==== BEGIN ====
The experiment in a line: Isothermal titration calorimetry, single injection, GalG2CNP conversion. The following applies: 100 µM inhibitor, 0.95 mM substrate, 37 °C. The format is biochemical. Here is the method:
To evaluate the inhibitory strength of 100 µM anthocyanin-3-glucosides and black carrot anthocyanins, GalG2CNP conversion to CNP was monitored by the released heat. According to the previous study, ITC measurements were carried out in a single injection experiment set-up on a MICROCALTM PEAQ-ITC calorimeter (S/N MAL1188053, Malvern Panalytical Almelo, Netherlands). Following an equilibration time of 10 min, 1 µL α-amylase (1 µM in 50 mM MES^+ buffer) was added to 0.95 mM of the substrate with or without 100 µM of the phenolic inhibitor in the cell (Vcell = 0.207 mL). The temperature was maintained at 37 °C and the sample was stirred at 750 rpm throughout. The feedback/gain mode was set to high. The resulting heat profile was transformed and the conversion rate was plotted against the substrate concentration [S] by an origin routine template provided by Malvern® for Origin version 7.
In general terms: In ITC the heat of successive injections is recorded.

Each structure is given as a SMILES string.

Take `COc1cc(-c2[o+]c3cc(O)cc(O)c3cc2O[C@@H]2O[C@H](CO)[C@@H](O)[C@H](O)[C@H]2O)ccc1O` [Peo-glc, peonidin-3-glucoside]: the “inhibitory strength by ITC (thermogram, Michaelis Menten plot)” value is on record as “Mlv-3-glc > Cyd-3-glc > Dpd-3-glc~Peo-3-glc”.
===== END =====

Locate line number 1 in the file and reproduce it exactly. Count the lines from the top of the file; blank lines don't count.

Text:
The experiment in a line: Isothermal titration calorimetry, single injection, GalG2CNP conversion. The following applies: 100 µM inhibitor, 0.95 mM substrate, 37 °C. The format is biochemical. Here is the method: